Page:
How Do You Know Who Is Looking For Songs?


Brent is a hit songwriter with cuts by Alan Jackson, Randy Travis, Lady Antebellum, Joe Nichols, Gord Bamford, Ray Stevens, and more.  He’s written a top 5 hit in the US and a #1 in Canada… so far.

After I posted “10 Reasons Songwriters Should Pitch Their Own Songs” (read it HERE), I got a few questions about how to pitch and how to know who’s looking for songs.  Today, let’s dive into the 2nd part- how to know who’s looking and listening for songs.

1. Personal relationships.

If you personally know an artist, producer or label A&R, they can tell you if they’re actively listening for a project.  And they MIGHT even know what they need and when they need it.  But remember, any info is always subject to change at a moment’s notice.

2. Industry chatter.

If you can’t get the scoop directly from the horse’s mouth, publishers and other songwriters are always talking.  Keep your ear to the ground, and don’t be afraid to ask questions.

3. Industry pitch sheets.

RowFax is a paid subscription service which lists projects, points of contact, etc.  It might even say what they’re looking for (usually “hits” or “great songs” or “uptempo positive”).  There are also a few inside-the-industry tip sheets, too.  But you have to know somebody to get them.  Now, these definitely carry some incorrect info- a buddy of mine is on there, and it lists the incorrect producer and music description.  So take it all with a grain of salt.  Oh, and tip sheets don’t provide contact information- you have to get that some other way.

To check out RowFax, click HERE.

4. Liner notes.

If an artist is doing well, you know they’re gonna make another album.  And they’ll probably be looking real hard when they’re on the second or third single from their current album.  Check the album’s liner notes for the name of their label and producer, then do some research for how to find them.  Of course, the artist may be changing producers for the next album, so you never know for sure.

5. Sources I missed.

I’m sure there are some tip-list services I missed.  If you know of any, please add them to the comments- along with any personal recommendations.  Teamwork makes the dream work, ya know.

I hope that helps.  I know there’s no magic bullet, but that’s just the way it is.  That’s one reason why writers that have success can keep it going more easily- they have more accurate information because of their connections.  Good luck out there.

God Bless,



Anything you’d like to add or ask?  Leave a comment!  Are there any topics  you’d like to see addressed in a future MvR post?  Thanks!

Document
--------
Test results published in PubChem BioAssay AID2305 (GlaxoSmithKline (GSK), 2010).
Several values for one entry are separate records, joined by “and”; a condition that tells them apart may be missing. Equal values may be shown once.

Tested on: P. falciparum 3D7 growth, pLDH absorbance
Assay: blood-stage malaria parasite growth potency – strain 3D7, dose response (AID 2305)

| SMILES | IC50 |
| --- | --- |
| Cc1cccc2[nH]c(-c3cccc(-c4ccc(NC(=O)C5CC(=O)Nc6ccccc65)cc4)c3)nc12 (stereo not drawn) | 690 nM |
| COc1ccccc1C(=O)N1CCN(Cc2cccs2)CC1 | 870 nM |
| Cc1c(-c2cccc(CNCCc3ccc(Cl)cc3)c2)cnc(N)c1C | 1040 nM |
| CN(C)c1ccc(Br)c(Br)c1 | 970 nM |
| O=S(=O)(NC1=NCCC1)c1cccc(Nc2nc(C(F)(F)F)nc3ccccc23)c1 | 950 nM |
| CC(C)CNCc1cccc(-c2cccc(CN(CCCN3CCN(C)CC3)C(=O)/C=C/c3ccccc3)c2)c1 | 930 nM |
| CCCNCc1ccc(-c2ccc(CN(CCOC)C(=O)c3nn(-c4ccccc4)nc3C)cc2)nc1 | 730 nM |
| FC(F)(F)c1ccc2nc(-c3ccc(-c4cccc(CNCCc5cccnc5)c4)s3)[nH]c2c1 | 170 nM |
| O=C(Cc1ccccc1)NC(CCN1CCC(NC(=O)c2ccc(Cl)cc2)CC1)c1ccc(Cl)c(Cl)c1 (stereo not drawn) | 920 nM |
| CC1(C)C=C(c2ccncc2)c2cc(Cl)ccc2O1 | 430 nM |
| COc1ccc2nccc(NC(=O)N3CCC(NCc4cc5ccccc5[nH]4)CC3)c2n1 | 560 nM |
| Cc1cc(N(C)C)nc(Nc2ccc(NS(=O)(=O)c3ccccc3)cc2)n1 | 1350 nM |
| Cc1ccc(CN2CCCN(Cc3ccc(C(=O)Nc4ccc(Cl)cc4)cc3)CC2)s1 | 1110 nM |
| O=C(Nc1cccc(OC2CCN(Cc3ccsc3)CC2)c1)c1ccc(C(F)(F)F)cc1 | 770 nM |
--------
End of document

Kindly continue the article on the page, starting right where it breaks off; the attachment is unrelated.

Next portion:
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10 thoughts on “How Do You Know Who Is Looking For Songs?”

  1. I WIS I DID KNOW WAS LOOKING FOR NEW COUNTRY SONGS I WOULD SEND THEM TO MY (REAL COUNTRY) songs i lived wrote&did sing befor accident in 91 that did end my plans of makeing it in the country buiz they are on (REVERBNATION) by me TERRY BALL (REAL COUNTRY)

    1. Dan,
      Honestly, I haven’t looked at one in so long that I can’t comment either way. If anyone else reading this has an experience with The Songwriters Market, I’d love to hear what you have to say!

      1. The annual Songwriter’s Market book from Writer’s Digest is not as good as it was, say, 10-15 years ago. The listing of publishers, record companies, and management firms looking for songs has dwindled considerably, and those listed are indies for the most part. You won’t find many big names in there, as they are probably overwhelmed as it is, and don’t need another source for contacting them. I haven’t purchased a new copy in about 5 years. I can usually snag the previous year’s edition cheap through . My best resource as of late, since I am doing more genre-specific (bluegrass) songwriting, has been music associations, like the IBMA. The networking there has been more fruitful, but you still have to work at it.

  2. Gord Bamford did a great job with your song, Brent. My question: I’m not living in Nashville — if I query a publisher/artist/manager is it acceptable/unacceptable to include a SoundCloud/Youtube link of my song with the query, or wait to be asked to send the submission? Thx for sharing all the info you share in your blog — David.

    1. Hi, David. Yep, I think a link or two should be ok. Just keep your first email short, direct and to the point. Publishers don’t care about your story behind the song or your songwriting journey.

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